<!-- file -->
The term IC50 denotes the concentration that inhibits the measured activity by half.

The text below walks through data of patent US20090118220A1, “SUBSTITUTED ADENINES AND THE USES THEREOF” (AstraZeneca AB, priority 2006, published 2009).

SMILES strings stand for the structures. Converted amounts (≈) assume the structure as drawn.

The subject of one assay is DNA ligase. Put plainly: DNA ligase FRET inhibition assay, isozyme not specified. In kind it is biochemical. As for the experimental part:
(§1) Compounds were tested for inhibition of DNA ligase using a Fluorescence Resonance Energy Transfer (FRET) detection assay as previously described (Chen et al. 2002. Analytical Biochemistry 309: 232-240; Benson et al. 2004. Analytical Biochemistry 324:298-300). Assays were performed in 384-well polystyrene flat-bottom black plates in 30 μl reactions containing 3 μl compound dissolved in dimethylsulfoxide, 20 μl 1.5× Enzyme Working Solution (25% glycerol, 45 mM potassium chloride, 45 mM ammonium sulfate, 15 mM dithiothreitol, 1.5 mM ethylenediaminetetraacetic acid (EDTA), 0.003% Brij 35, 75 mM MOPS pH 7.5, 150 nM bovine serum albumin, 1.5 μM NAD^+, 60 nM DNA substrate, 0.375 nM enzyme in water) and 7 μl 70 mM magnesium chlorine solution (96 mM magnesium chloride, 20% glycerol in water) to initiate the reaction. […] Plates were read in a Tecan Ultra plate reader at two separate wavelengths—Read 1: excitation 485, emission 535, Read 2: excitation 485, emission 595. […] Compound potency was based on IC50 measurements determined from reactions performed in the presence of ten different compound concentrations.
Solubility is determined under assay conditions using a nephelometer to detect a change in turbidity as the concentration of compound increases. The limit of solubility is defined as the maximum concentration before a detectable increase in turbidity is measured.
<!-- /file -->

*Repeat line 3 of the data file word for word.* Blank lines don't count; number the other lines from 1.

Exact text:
SMILES strings stand for the structures. Converted amounts (≈) assume the structure as drawn.